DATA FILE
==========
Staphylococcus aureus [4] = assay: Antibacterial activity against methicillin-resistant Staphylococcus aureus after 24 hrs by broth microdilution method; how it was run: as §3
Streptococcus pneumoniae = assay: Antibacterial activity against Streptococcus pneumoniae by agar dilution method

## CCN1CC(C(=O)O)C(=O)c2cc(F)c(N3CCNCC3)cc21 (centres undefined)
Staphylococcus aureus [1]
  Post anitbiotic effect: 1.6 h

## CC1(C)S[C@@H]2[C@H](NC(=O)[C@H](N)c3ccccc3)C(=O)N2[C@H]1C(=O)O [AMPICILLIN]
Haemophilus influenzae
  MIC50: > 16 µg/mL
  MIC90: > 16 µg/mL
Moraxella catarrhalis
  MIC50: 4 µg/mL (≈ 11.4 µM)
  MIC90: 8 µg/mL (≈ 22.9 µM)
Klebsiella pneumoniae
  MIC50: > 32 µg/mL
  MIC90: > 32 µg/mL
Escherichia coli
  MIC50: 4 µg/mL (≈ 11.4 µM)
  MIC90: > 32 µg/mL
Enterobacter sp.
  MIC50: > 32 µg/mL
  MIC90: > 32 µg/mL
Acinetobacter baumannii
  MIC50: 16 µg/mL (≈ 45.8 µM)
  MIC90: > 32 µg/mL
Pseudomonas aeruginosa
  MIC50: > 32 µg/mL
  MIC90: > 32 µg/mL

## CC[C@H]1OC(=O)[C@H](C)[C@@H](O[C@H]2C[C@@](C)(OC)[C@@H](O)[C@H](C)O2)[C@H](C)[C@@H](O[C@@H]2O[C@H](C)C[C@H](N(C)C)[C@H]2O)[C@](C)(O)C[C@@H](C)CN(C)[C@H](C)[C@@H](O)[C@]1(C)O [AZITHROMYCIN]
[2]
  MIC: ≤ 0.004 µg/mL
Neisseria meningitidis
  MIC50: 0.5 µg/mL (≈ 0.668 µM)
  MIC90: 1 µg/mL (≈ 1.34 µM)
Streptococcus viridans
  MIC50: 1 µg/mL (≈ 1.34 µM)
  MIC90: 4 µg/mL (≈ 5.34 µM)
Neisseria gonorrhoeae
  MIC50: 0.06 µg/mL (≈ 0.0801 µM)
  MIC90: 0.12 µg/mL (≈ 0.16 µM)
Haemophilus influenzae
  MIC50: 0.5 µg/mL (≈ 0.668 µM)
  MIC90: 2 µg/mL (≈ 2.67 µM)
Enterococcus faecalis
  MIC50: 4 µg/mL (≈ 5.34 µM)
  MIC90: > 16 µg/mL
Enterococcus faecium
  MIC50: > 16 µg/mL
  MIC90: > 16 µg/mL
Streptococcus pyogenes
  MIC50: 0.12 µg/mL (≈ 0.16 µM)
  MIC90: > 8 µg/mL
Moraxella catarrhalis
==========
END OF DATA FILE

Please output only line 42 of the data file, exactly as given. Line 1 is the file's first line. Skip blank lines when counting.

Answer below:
  MIC90: 2 µg/mL (≈ 2.67 µM)